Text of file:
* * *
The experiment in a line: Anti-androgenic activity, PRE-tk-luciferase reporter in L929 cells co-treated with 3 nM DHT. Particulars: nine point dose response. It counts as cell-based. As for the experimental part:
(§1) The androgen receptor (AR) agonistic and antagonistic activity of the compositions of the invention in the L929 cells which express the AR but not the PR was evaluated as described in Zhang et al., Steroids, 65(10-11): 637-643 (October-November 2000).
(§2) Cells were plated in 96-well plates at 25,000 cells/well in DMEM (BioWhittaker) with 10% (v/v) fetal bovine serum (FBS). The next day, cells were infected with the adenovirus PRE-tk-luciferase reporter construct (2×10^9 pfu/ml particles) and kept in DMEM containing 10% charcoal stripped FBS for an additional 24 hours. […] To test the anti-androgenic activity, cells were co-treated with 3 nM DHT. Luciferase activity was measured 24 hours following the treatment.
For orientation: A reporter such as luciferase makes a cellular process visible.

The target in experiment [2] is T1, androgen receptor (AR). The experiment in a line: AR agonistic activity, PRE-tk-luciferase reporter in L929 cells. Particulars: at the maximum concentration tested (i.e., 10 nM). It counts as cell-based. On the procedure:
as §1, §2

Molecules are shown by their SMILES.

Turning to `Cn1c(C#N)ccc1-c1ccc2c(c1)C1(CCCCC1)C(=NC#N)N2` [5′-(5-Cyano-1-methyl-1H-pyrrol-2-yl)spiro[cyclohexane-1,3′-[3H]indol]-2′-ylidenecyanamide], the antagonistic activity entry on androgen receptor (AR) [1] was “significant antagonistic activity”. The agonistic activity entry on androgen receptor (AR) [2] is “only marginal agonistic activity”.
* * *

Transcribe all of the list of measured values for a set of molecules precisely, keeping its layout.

The experiment in a line: Anti-androgenic activity, PRE-tk-luciferase reporter in L929 cells co-treated with 3 nM DHT. Particulars: nine point dose response. It counts as cell-based. As for the experimental part:
(§1) The androgen receptor (AR) agonistic and antagonistic activity of the compositions of the invention in the L929 cells which express the AR but not the PR was evaluated as described in Zhang et al., Steroids, 65(10-11): 637-643 (October-November 2000).
(§2) Cells were plated in 96-well plates at 25,000 cells/well in DMEM (BioWhittaker) with 10% (v/v) fetal bovine serum (FBS). The next day, cells were infected with the adenovirus PRE-tk-luciferase reporter construct (2×10^9 pfu/ml particles) and kept in DMEM containing 10% charcoal stripped FBS for an additional 24 hours. […] To test the anti-androgenic activity, cells were co-treated with 3 nM DHT. Luciferase activity was measured 24 hours following the treatment.
For orientation: A reporter such as luciferase makes a cellular process visible.

The target in experiment [2] is T1, androgen receptor (AR). The experiment in a line: AR agonistic activity, PRE-tk-luciferase reporter in L929 cells. Particulars: at the maximum concentration tested (i.e., 10 nM). It counts as cell-based. On the procedure:
as §1, §2

Molecules are shown by their SMILES.

Turning to `Cn1c(C#N)ccc1-c1ccc2c(c1)C1(CCCCC1)C(=NC#N)N2` [5′-(5-Cyano-1-methyl-1H-pyrrol-2-yl)spiro[cyclohexane-1,3′-[3H]indol]-2′-ylidenecyanamide], the antagonistic activity entry on androgen receptor (AR) [1] was “significant antagonistic activity”. The agonistic activity entry on androgen receptor (AR) [2] is “only marginal agonistic activity”.